Anna Vaught is a novelist, poet, essayist, reviewer and editor. She is also a secondary English teacher, and that shows spectacularly throughout the entire book. I spent a great deal of time looking up so many words in the dictionary, I felt like I was back in school. (Would I get an A* Ms Vaught, if you’re reading this?!)

Famished was a learning curve, a strange experience, a delight.

‘Will you gently suck, or will you shovel up with the liquorice, drunk on the acid-carbonate reaction with your own saliva?’

Famished was also heartfelt, relatable and revolting. Did it whet my appetite? It certainly did. But it didn’t make me hungry. Did it ruin my dinner? No! Funnily enough, it took me back to dinner times at home with my parents in the 80’s. Tinned mandarin segments with condensed milk for pudding was supposed to be a treat!

I must have quite a strong stomach because out of all the darn right disgusting things in this book, there was only one thing that really turned me over.

These four words – ‘…sea-foam milky tea…’ 🤢

I’ve only really started reading short story collections in the last couple of years, so I’ve got quite a list to get through. Many classics and a few contemporary, but I don’t think I’ll come across anything quite like Famished again.

Although…and I’m saying this with great relish; there’s hints of SHIRLEY JACKSON in Vaughts writing. YES, that’s what I said. I’ve compared a modern author to JACKSON, the QUEEN OF MACABRE.

Famished is staying on my forever shelf, and Ms Vaughts’ vulgar little tales are living beside Shirley Jackson. They can be like ‘two sisters, secreted in the deeper recesses of darkness…’

Famished is going on my Best of 2020 Goodreads shelf

Bunny by Mona Awad

‘We call them Bunnies because that is what they call each other. Seriously. Bunny.’

I’m a bit all over the place with this book. I’d call it a ‘yo-yo read’. It’s sickly sweet, ugly pretty, cutely foul and oddly addictive. I was up and down throughout, with awkward ‘do I even like this’ moments. On numerous occasions I was indeed loving it in all its twisted hilarity.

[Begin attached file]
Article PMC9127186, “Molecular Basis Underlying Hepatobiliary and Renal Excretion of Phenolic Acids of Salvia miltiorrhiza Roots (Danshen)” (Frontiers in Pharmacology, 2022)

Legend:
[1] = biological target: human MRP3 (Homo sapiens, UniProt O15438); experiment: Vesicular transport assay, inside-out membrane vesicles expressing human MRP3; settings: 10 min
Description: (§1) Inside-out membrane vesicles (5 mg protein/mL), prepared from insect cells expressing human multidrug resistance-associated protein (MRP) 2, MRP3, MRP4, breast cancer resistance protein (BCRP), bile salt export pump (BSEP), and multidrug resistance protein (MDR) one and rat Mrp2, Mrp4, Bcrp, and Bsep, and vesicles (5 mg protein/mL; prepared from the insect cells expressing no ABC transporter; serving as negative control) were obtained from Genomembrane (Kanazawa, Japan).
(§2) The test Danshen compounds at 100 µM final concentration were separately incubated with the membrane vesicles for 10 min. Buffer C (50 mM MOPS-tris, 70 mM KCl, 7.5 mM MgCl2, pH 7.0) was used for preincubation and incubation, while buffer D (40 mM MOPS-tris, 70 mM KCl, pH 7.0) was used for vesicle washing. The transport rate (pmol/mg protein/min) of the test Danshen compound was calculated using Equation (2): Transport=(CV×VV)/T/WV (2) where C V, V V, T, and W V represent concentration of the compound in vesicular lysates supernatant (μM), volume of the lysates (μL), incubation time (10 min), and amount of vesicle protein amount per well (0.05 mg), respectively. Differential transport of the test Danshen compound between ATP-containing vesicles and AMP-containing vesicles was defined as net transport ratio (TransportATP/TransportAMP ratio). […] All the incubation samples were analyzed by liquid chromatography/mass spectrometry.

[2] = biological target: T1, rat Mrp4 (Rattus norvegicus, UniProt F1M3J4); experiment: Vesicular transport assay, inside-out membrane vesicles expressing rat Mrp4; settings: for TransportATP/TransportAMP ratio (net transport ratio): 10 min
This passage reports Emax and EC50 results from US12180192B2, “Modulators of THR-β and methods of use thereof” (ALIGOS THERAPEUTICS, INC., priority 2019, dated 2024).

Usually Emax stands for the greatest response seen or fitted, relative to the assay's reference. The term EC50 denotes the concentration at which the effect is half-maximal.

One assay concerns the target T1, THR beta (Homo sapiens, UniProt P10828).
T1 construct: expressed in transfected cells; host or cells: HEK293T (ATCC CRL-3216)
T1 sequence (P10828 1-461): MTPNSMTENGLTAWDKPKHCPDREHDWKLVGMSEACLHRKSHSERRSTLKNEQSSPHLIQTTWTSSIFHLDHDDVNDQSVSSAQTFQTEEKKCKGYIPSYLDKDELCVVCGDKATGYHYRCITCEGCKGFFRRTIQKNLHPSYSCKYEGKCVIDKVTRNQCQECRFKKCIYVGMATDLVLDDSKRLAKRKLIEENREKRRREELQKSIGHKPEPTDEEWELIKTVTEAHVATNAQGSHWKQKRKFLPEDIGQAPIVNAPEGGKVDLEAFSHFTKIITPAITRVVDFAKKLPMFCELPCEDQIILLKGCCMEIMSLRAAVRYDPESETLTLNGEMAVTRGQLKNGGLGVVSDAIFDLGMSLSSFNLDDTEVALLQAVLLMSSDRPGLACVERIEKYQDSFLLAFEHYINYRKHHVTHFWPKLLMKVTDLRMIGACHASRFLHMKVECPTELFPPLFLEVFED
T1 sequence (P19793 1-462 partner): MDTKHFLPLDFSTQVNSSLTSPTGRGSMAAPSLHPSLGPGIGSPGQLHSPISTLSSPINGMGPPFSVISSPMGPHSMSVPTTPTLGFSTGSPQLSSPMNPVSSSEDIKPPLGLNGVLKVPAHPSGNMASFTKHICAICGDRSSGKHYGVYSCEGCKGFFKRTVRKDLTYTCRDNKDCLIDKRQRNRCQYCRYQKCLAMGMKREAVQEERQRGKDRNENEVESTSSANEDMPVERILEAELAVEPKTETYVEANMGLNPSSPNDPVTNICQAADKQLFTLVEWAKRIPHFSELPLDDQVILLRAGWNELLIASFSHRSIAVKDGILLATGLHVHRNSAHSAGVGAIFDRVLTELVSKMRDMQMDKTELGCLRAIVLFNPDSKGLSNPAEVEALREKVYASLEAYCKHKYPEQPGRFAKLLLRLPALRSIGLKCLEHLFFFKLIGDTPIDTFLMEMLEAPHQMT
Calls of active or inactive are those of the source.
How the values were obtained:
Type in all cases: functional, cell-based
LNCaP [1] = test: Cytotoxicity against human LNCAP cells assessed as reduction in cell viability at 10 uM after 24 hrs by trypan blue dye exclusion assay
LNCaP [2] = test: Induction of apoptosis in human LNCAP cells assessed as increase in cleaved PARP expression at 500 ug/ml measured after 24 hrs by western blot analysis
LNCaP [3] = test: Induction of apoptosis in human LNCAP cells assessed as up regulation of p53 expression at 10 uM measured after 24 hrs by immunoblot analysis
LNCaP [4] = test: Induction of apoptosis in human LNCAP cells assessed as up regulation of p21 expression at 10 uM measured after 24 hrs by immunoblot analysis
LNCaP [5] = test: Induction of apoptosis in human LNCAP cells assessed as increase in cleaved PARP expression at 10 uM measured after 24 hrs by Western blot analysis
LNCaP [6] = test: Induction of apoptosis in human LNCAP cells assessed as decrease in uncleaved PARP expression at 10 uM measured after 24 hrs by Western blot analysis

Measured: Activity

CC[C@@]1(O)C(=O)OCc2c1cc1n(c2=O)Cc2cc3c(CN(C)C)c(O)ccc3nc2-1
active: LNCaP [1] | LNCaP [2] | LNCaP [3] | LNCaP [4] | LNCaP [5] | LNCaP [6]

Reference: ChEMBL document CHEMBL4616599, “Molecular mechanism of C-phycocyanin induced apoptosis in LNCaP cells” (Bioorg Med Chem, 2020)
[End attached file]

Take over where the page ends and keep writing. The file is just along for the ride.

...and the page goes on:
Samantha Heather Mackey is an outsider in her small, highly selective MFA program at Warren University. In fact, she is utterly repelled by the rest of her fiction writing cohort – a clique of unbearably twee rich girls who call each other ‘Bunny’.

But then the Bunnies issue her with an invitation and Samantha finds herself inexplicably drawn to their front door, across the threshold, and down their rabbit hole.

Bunny was an unusual choice for me as it’s got Young Adult/Fantasy genre written all over it – not my usual choice. But this book feels like it not only blends genres, but bends them too. Into very uncomfortable positions.

⤴️You can treat yourself to this Bunny Zone sign for your wall/garden/bedroom/dustbin area by clicking on the sign!

It’s as funny as hell in places and has a fair few horrific scenes. On Goodreads someone described it as ‘one of the most demented books I’ve ever read’. I dig a bit of weirdness in my books, so my FOMO got the better of me!

I’m a member of The Ladies of Horror Fiction Group on Goodreads and there was a choice of books for September to vote for. Bunny won, so I thought, oh why not, let’s do it! I’m glad I did, but I’m still not sure I even liked it much!

I’m in the UK and the story is American, so I found certain things that I didn’t connect with. The education system in the USA is something I know nothing about. Also certain pop culture went over my head, so perhaps things were a bit lost on me.

The quirky characters were cracking, the humour was dark and dry, it was shockingly funny on countless occasions. It was written in such a way that is felt ‘chatty’ and flowed from page to brain* very easily.

*whilst mashing it up repeatedly.

The Sunday Independent quotes it as ‘Mean Girls with added menace’ and I completely agree.

At three quarters through I felt it was just playing with me. My feelings went from ‘this is weird’ to this is ‘REALLY effing weird’. Then ‘it’s so hilarious but still weird.’ Then ‘uh-oh, I’m getting a bit bored of the repetitive bits in the middle here.’ And the final part was just ‘whaaat??? – I’m not sure I even ‘get it!’

Talk about rollercoaster! It’s like nothing I’ve read before ever. But I think I liked it.

Would I read it again? No. Would I recommend it? I would, yes. But it’s definitely not for everyone. Maybe it would sit better with an American reader, and certainly would be more appreciated by someone twenty years younger than myself.